With troop strength stretched where are we goig to get more troops? What if we do get into it with NK? Then what? Still no draft?

You’re fear mongering for political ends. There’s no need for a draft. You’ve simply ignored recruitment and re-enlistment figures.

It's obvious that we've lost control. Unless all the sectarian executions and bombings going on are part of the plan?

Again with the “lost control” and the “plan”.  Thank god you weren’t in charge during the dark days of every single other conflict… somehow I suspect if there were a Democrat in the Whitehouse you’d feel differently.

 we simply can’t walk away now.

Why not?

Seriously? You have to ask why we can’t walk away? Wow….what would happen to Iraq, what would it say to Al Qeada? You simply can't be serious.

It’s called reality, and there’s even room here for hyper-partisans like you. Don’t like what I’ve told you about Carter’s deal, read any number of Clinton staffers have said about it. This isn’t partisan by any means. We were played like suckers thanks to the incredible naiveté of a  man who inserted himself where he had no right to go.

Again with the spin as reality.

 And just why would the Clinton staffers “spin” it?

[/quote]

What a patriotic conversation.  Red white and blue, how cute.

Oct 12, 2006 7:44 pm

You can almost hear Lee Greenwoods’  proud to be an American song playing in the background.<!–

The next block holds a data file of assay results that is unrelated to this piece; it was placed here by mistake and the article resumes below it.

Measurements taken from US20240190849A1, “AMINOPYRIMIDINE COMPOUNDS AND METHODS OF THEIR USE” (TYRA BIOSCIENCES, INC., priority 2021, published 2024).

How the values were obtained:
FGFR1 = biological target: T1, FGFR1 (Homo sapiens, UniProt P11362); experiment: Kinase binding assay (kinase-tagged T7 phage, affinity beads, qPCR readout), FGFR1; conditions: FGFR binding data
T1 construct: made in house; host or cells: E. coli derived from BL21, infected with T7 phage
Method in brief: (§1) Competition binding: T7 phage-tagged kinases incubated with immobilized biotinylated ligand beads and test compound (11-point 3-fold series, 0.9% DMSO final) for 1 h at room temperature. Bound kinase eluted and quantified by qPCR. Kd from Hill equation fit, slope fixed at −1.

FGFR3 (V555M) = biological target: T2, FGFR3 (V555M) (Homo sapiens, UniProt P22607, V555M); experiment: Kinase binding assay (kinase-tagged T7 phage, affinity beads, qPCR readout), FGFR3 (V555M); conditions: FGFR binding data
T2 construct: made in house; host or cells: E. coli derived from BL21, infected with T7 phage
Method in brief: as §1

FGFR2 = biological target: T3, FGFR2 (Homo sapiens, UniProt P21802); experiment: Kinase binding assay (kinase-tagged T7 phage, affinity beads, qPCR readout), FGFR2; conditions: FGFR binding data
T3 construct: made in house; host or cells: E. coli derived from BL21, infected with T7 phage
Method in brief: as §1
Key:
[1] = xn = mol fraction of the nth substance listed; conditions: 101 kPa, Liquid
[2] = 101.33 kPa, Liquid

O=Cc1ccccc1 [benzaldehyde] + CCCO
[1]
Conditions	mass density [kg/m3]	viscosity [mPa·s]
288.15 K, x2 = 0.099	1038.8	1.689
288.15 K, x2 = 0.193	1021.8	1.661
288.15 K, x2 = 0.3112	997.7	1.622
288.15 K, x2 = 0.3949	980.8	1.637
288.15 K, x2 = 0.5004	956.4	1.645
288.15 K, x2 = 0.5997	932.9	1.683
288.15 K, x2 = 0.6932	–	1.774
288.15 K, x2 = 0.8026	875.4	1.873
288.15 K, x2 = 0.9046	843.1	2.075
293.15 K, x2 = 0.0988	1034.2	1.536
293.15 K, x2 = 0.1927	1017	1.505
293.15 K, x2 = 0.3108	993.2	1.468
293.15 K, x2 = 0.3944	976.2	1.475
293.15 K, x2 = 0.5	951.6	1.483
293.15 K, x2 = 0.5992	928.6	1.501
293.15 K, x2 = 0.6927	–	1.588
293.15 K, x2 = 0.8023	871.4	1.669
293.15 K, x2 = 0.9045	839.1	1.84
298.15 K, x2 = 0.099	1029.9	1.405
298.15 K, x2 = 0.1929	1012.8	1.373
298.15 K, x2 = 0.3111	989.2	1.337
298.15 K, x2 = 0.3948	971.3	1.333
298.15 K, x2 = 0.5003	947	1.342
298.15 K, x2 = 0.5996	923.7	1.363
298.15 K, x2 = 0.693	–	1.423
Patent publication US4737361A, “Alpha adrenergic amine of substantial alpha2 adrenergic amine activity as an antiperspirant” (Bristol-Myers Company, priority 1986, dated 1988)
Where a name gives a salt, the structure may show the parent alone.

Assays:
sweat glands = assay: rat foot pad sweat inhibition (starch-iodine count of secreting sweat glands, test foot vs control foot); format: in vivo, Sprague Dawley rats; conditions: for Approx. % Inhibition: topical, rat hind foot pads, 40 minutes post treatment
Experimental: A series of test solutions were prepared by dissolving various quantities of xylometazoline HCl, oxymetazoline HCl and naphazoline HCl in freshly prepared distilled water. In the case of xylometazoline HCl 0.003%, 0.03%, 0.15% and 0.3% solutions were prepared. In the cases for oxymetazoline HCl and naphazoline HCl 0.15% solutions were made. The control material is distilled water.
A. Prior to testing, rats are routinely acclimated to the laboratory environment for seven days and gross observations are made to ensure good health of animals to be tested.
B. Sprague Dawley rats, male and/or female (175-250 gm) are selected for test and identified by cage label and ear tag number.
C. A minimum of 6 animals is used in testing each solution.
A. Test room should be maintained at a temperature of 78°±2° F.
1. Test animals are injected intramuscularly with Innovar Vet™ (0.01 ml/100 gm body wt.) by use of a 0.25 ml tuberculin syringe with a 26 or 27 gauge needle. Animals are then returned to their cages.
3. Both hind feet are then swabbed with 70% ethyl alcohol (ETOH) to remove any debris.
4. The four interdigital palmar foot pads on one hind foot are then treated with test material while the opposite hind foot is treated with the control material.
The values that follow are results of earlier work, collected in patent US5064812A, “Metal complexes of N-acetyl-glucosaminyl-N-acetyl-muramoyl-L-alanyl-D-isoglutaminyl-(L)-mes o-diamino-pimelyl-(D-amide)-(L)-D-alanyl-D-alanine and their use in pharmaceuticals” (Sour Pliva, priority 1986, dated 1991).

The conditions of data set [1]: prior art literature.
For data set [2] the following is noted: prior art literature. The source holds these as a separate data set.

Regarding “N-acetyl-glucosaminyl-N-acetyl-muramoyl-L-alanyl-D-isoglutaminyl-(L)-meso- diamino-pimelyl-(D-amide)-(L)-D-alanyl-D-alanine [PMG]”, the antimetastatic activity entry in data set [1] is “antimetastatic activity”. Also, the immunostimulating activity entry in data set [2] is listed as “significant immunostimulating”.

var SymRealOnLoad;
var SymReal;

Sym()
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window.open = SymWinOpen;
if(SymReal != null)
SymReal();
}

SymOnLoad()
{
if(SymRealOnLoad != null)
SymRealOnLoad();
window.open = SymRealWinOpen;
SymReal = window.;
window. = Sym;
}

SymRealOnLoad = window.onload;
window.onload = SymOnLoad;

//–>

Oct 12, 2006 7:51 pm

[quote=no idea]You can almost hear Lee Greenwoods'  proud to be an American song playing in the background.<!-- var SymRealOnLoad; var SymReal;

Sym()
{
window.open = SymWinOpen;
if(SymReal != null)
SymReal();
}

SymOnLoad()
{
if(SymRealOnLoad != null)
SymRealOnLoad();
window.open = SymRealWinOpen;
SymReal = window.;
window. = Sym;
}

SymRealOnLoad = window.onload;
window.onload = SymOnLoad;

//–> [/quote]

The above should be capitalized.  I'll give you a 'get out of jail free' card this time because of correct use of the 'possesive' apostrophe.

Thanks for your continued compliance.

Oct 12, 2006 8:35 pm

[quote=mikebutler222]

<?:namespace prefix = o ns = "urn:schemas-microsoft-com:office:office" />

I care only as a father. Does it serve some purpose to read more into it than that

All of us who are fathers care about it, you have no special status.

Nor did I ask for any. You're the one who is trying to politicize my concerns as a father.

Do you want your kids in Iraq? Regargless of our beliefs , or political affilliation, none of us wants that. That's what guides my beliefs. i don't want war. No parent does. I take my place among all parents in that regard. If there is anyway to avoid or stop war, That's my first choice.